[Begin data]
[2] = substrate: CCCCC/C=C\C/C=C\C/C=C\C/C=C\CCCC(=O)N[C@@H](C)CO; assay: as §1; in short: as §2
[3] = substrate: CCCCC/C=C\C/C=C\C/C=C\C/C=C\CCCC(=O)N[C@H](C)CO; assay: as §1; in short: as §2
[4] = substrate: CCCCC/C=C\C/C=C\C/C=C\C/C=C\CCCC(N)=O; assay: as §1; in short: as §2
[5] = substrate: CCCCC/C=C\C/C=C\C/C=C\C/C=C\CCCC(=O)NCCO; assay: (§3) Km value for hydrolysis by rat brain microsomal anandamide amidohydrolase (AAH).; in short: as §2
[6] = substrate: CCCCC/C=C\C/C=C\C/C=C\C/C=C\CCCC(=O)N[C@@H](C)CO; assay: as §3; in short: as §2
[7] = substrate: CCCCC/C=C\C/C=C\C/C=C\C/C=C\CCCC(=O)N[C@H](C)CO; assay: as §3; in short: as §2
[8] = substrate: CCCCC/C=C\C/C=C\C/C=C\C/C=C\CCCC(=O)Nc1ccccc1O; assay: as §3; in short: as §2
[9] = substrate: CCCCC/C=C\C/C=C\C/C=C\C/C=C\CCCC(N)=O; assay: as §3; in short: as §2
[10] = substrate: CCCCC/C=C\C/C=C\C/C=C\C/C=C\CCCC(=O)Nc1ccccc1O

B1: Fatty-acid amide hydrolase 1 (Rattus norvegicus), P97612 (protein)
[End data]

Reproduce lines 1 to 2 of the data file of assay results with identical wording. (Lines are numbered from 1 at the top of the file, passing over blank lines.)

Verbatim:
[2] = substrate: CCCCC/C=C\C/C=C\C/C=C\C/C=C\CCCC(=O)N[C@@H](C)CO; assay: as §1; in short: as §2
[3] = substrate: CCCCC/C=C\C/C=C\C/C=C\C/C=C\CCCC(=O)N[C@H](C)CO; assay: as §1; in short: as §2